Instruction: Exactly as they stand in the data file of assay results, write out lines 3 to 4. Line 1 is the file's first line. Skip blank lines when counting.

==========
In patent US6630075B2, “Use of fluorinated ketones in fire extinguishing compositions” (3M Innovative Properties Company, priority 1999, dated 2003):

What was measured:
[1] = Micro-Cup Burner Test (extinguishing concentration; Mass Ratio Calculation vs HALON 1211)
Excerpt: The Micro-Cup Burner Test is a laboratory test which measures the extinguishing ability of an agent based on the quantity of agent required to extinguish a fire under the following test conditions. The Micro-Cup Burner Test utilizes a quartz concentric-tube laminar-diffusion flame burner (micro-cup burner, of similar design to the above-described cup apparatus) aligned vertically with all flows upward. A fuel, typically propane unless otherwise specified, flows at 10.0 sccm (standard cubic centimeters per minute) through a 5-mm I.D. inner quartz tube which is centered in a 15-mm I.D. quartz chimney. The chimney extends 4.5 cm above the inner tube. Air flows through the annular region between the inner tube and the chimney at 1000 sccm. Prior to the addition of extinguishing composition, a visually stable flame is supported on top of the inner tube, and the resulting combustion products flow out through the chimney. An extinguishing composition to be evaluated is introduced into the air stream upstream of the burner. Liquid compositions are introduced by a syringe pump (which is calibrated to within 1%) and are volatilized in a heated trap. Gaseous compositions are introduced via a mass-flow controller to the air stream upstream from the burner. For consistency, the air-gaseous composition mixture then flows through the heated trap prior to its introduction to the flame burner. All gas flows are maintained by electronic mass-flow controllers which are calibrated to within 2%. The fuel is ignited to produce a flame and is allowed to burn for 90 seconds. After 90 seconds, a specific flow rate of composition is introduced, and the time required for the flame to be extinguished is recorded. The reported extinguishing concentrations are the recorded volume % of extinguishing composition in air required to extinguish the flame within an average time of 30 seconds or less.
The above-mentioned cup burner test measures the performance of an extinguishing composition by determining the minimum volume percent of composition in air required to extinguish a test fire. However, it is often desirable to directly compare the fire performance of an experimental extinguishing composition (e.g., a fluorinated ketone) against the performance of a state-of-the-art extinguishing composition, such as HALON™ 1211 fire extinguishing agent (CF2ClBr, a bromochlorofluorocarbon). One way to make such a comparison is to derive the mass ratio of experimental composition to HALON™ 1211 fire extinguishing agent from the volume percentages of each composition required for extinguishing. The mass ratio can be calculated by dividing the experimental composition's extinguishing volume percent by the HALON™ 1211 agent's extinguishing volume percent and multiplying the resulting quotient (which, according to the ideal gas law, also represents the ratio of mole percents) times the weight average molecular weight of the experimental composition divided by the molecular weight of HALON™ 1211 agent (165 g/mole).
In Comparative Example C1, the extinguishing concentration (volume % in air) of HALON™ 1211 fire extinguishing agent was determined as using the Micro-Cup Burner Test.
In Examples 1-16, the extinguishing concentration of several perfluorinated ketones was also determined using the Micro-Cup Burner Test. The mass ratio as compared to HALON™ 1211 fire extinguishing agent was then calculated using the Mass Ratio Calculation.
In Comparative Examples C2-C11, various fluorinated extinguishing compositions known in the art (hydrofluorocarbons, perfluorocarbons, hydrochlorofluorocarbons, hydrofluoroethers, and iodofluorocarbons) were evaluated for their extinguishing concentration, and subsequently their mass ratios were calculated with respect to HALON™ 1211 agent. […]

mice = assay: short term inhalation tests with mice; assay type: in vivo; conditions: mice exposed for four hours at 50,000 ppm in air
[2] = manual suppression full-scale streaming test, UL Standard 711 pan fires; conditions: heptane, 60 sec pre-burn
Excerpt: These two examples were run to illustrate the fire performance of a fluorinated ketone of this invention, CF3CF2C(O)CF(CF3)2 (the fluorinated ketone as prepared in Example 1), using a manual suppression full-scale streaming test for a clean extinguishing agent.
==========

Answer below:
[1] = Micro-Cup Burner Test (extinguishing concentration; Mass Ratio Calculation vs HALON 1211)
Excerpt: The Micro-Cup Burner Test is a laboratory test which measures the extinguishing ability of an agent based on the quantity of agent required to extinguish a fire under the following test conditions. The Micro-Cup Burner Test utilizes a quartz concentric-tube laminar-diffusion flame burner (micro-cup burner, of similar design to the above-described cup apparatus) aligned vertically with all flows upward. A fuel, typically propane unless otherwise specified, flows at 10.0 sccm (standard cubic centimeters per minute) through a 5-mm I.D. inner quartz tube which is centered in a 15-mm I.D. quartz chimney. The chimney extends 4.5 cm above the inner tube. Air flows through the annular region between the inner tube and the chimney at 1000 sccm. Prior to the addition of extinguishing composition, a visually stable flame is supported on top of the inner tube, and the resulting combustion products flow out through the chimney. An extinguishing composition to be evaluated is introduced into the air stream upstream of the burner. Liquid compositions are introduced by a syringe pump (which is calibrated to within 1%) and are volatilized in a heated trap. Gaseous compositions are introduced via a mass-flow controller to the air stream upstream from the burner. For consistency, the air-gaseous composition mixture then flows through the heated trap prior to its introduction to the flame burner. All gas flows are maintained by electronic mass-flow controllers which are calibrated to within 2%. The fuel is ignited to produce a flame and is allowed to burn for 90 seconds. After 90 seconds, a specific flow rate of composition is introduced, and the time required for the flame to be extinguished is recorded. The reported extinguishing concentrations are the recorded volume % of extinguishing composition in air required to extinguish the flame within an average time of 30 seconds or less.